The Semiotics of Humiliation

Andi Rachmawati Syarif(1*), Nursidah Nursidah(2)
(1) Universitas Muhammadiyah Kendari
(2) Universitas Hasanuddin
(*) Corresponding Author
DOI : 10.24256/ideas.v8i2.1569


Being almost inseparable from human being, ‘Humiliation’ and ‘dignity’ must be considered as much more universal substance. Its counterpart must be regarded as having the same level of universality. However, is the fact that the form of both ‘dignity’ and ‘humiliation’ differ so much around the world, that the two terms probably represent the best argument for that there are big differences between cultures and nations.  Since the experience of humiliation does not necessary result in an immediate feeling of being humiliated. Thus one of the core challenges is to find the solution of how ‘humiliation’ on the one hand represents something universal and on the other hand is the best argument for non-universality in the world. In this sense, the essay seems to be much easier to say something about the cause for humiliation instead of its effect on the victim.  Yet, this essay attempts to point out how these terms might be understood in attempt at making them meaningful in itself and fruitful for empirical investigation.


victim;dignity ;humiliation; insult;, shamed


Adorno, Theodor W., Frenkel-Brunswik, Else, Levinson, Daniel J.; Sandford, R. Nevit (1997). The Authoritarian Personality, University of California, Berkeley

Adorno, Theodor W. (1997). Gesammelte Schriften Band 9.1, Sociologischen Schriften II, ErsteHἂlfte, Wissenschaftliche Buchgesellschaft, Darmstadt.

Crawford, B. & Lipschutz, R.D. (Eds). (200). The Myth of ‘Ethnic Conflict’: Politics, Economics and ‘Cultural’ Violence, University of California, Berkeley.

Eriksson, M., Eriksson, U., & Linder, C. (2020). Using social semiotics and variation theory to analyze learning challenges in physics: a methodological case study. European Journal of Physics, 41(6), 065705.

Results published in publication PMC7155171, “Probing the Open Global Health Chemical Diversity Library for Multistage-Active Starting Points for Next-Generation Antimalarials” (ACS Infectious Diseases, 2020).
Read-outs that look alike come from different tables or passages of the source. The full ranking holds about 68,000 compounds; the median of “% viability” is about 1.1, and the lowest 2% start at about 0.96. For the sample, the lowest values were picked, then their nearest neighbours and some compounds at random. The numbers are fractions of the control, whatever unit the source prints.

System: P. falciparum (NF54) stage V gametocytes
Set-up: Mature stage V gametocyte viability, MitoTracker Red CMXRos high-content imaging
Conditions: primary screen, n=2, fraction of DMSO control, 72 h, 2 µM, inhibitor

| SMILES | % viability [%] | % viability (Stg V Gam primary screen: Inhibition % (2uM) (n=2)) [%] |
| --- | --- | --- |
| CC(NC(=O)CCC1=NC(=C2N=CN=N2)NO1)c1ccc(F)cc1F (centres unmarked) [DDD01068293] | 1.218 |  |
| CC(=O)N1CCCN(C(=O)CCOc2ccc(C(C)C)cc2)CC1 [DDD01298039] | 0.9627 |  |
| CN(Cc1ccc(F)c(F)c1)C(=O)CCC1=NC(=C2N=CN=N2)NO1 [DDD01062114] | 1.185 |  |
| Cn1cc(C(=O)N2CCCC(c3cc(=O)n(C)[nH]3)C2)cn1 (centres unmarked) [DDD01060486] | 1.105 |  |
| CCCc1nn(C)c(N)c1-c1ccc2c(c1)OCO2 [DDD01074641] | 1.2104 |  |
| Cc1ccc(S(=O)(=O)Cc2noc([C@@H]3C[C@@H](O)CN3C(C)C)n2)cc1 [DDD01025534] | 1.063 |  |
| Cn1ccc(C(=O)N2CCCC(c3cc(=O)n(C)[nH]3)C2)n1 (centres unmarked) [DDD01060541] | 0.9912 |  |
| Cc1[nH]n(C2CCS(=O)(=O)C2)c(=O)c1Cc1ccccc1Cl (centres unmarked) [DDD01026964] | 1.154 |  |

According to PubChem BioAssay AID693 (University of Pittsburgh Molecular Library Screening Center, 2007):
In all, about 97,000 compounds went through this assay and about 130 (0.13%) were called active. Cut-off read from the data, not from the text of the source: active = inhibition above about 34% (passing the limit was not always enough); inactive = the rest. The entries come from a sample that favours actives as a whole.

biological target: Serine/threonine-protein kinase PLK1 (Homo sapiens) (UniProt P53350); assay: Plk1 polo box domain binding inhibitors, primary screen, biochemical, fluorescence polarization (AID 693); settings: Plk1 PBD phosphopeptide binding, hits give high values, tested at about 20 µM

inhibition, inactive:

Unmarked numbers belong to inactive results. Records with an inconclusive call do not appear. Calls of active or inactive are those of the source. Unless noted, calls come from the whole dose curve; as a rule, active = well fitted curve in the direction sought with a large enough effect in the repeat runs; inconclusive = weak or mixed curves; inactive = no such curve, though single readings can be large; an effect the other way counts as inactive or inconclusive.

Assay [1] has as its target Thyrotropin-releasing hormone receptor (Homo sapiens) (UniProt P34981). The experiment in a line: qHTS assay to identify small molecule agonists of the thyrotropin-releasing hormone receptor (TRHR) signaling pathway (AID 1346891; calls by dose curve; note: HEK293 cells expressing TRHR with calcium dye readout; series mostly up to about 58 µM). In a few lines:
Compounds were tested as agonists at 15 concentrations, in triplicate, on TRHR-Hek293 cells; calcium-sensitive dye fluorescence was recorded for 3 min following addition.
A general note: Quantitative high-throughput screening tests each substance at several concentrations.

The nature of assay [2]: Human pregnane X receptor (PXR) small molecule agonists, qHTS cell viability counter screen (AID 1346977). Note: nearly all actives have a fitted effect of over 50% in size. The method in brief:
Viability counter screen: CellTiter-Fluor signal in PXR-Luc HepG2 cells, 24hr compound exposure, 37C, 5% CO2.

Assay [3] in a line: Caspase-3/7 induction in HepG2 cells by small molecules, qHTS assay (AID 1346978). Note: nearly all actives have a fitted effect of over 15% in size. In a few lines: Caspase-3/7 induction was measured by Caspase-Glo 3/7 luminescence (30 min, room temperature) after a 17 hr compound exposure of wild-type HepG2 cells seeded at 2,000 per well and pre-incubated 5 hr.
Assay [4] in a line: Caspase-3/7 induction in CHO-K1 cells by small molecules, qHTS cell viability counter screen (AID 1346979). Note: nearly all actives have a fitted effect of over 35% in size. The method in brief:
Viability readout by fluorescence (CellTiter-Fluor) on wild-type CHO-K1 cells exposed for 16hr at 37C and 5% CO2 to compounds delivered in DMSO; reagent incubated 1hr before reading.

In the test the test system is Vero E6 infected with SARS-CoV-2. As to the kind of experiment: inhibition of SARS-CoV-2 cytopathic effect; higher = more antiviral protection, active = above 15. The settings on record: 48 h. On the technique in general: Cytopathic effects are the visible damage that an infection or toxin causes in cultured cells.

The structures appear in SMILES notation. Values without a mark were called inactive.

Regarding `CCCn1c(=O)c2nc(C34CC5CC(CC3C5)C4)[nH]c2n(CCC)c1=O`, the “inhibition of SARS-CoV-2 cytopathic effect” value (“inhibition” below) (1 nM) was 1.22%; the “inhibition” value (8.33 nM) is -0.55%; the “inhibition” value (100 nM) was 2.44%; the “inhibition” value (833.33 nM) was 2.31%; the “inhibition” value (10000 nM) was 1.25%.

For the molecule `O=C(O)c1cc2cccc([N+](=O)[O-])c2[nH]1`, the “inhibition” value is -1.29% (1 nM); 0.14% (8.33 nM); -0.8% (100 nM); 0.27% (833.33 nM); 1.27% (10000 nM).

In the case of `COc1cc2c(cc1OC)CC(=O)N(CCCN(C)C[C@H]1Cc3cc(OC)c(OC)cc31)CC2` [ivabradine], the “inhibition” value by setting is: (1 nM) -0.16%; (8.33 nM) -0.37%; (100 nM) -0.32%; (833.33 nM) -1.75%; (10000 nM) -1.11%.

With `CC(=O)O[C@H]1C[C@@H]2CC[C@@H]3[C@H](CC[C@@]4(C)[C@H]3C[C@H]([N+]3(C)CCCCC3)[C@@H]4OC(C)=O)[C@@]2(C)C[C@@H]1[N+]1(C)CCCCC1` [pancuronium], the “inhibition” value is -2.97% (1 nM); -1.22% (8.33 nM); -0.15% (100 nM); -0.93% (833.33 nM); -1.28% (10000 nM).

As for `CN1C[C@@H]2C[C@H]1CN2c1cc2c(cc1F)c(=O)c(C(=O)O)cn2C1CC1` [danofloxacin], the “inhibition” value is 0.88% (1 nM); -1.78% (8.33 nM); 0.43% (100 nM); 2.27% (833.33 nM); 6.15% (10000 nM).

Halliday, M.A.K. (1978). Language as Social Semiotic: The Social Interpretationof Language and Meaning. Maryland. University Park Press.

Husum, T. L., Thorvarsdottir, V., Aasland, O., & Pedersen, R. (2020). ‘It comes with the territory’-Staff experience with violation and humiliation in mental health care-A mixed method study. International journal of law and psychiatry, 71, 101610.

Hodge, R and G. Kress. (1988). Social Semiotics. Cambridge: Polity

Hofstede, G. (1980). Culture’s consequences: International differences in work-related values, CA: Sage, Newberry Park.

Ibrahim, I., & Sulaiman, S. (2020). Semiotic Communication: An Approach Of Understanding A Meaning In Communication. International Journal of Media and Communication Research, 1(1), 22-31.

Kalelioğlu, M. (2019). From Semantics to Semiotics. Chinese Semiotic Studies, 15(3), 317-348.

Kasabova, A. (2017). From Shame to Shaming: towards an Analysis of Shame Narratives; Open Cultural Studies 2017; 1: 99-112. DE GRUYTER.

Mikhaeil, C. A., & Baskerville, R. L. (2019). Using semiotics to analyze representational complexity in social media. Information and Organization, 29(4), 100271.

Pia, T., Galynker, I., Schuck, A., Sinclair, C., Ying, G., & Calati, R. (2020). Perfectionism and Prospective Near-Term Suicidal Thoughts and Behaviors: The Mediation of Fear of Humiliation and Suicide Crisis Syndrome. International journal of environmental research and public health, 17(4), 1424.

Rampton, Ben (2001) Language Crossing, Cross-talk, and Cross-disciplinarity in Sociolingusitics, Kings College : London.

Simpkins, Scott. (1994). The Semiotic of Humiliation. The American Journal of Semiotics; Kent. Semiotic Society of America. Kent. United States. ISSN: 02777126. ID. 213748552 Vol. 11, Iss. 3/4, (1994): 307-314

Article Statistic

Abstract view : 91 times
PDF views : 51 times

How To Cite This :


  • There are currently no refbacks.

Copyright (c) 2020 Andi Rachmawati Syarif, Nursidah Nursidah

Creative Commons License
This work is licensed under a Creative Commons Attribution-ShareAlike 4.0 International License.